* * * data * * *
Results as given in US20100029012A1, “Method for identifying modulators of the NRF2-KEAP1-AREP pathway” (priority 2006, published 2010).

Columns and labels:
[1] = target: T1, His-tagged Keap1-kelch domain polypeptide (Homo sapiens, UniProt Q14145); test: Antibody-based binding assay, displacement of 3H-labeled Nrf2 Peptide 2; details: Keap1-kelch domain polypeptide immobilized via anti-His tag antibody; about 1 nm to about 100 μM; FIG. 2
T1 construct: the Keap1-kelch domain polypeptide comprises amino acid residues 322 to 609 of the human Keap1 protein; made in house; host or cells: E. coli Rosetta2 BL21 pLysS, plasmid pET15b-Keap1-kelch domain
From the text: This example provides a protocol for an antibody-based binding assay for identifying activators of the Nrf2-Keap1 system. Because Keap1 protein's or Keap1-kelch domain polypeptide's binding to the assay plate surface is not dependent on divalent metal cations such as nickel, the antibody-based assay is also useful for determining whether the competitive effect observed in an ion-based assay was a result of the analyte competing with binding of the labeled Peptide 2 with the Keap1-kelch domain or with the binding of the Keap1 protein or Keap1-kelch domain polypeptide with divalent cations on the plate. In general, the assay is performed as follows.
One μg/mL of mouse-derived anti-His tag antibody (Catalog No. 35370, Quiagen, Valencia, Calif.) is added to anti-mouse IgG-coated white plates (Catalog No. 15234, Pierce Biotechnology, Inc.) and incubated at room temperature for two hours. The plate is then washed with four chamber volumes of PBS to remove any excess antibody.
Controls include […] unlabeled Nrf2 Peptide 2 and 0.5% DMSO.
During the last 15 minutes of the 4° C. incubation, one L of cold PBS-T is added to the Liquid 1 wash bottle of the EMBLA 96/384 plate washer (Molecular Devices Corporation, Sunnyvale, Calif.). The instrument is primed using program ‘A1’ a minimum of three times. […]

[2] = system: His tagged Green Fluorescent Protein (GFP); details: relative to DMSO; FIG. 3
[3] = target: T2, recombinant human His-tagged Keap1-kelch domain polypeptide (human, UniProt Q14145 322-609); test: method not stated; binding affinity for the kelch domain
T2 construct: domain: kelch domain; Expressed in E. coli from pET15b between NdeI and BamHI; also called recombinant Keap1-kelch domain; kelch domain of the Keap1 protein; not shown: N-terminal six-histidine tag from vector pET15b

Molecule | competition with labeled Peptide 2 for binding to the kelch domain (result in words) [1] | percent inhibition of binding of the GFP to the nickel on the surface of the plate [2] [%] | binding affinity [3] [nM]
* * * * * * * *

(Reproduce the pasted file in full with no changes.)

Results as given in US20100029012A1, “Method for identifying modulators of the NRF2-KEAP1-AREP pathway” (priority 2006, published 2010).

Columns and labels:
[1] = target: T1, His-tagged Keap1-kelch domain polypeptide (Homo sapiens, UniProt Q14145); test: Antibody-based binding assay, displacement of 3H-labeled Nrf2 Peptide 2; details: Keap1-kelch domain polypeptide immobilized via anti-His tag antibody; about 1 nm to about 100 μM; FIG. 2
T1 construct: the Keap1-kelch domain polypeptide comprises amino acid residues 322 to 609 of the human Keap1 protein; made in house; host or cells: E. coli Rosetta2 BL21 pLysS, plasmid pET15b-Keap1-kelch domain
From the text: This example provides a protocol for an antibody-based binding assay for identifying activators of the Nrf2-Keap1 system. Because Keap1 protein's or Keap1-kelch domain polypeptide's binding to the assay plate surface is not dependent on divalent metal cations such as nickel, the antibody-based assay is also useful for determining whether the competitive effect observed in an ion-based assay was a result of the analyte competing with binding of the labeled Peptide 2 with the Keap1-kelch domain or with the binding of the Keap1 protein or Keap1-kelch domain polypeptide with divalent cations on the plate. In general, the assay is performed as follows.
One μg/mL of mouse-derived anti-His tag antibody (Catalog No. 35370, Quiagen, Valencia, Calif.) is added to anti-mouse IgG-coated white plates (Catalog No. 15234, Pierce Biotechnology, Inc.) and incubated at room temperature for two hours. The plate is then washed with four chamber volumes of PBS to remove any excess antibody.
Controls include […] unlabeled Nrf2 Peptide 2 and 0.5% DMSO.
During the last 15 minutes of the 4° C. incubation, one L of cold PBS-T is added to the Liquid 1 wash bottle of the EMBLA 96/384 plate washer (Molecular Devices Corporation, Sunnyvale, Calif.). The instrument is primed using program ‘A1’ a minimum of three times. […]

[2] = system: His tagged Green Fluorescent Protein (GFP); details: relative to DMSO; FIG. 3
[3] = target: T2, recombinant human His-tagged Keap1-kelch domain polypeptide (human, UniProt Q14145 322-609); test: method not stated; binding affinity for the kelch domain
T2 construct: domain: kelch domain; Expressed in E. coli from pET15b between NdeI and BamHI; also called recombinant Keap1-kelch domain; kelch domain of the Keap1 protein; not shown: N-terminal six-histidine tag from vector pET15b

Molecule | competition with labeled Peptide 2 for binding to the kelch domain (result in words) [1] | percent inhibition of binding of the GFP to the nickel on the surface of the plate [2] [%] | binding affinity [3] [nM]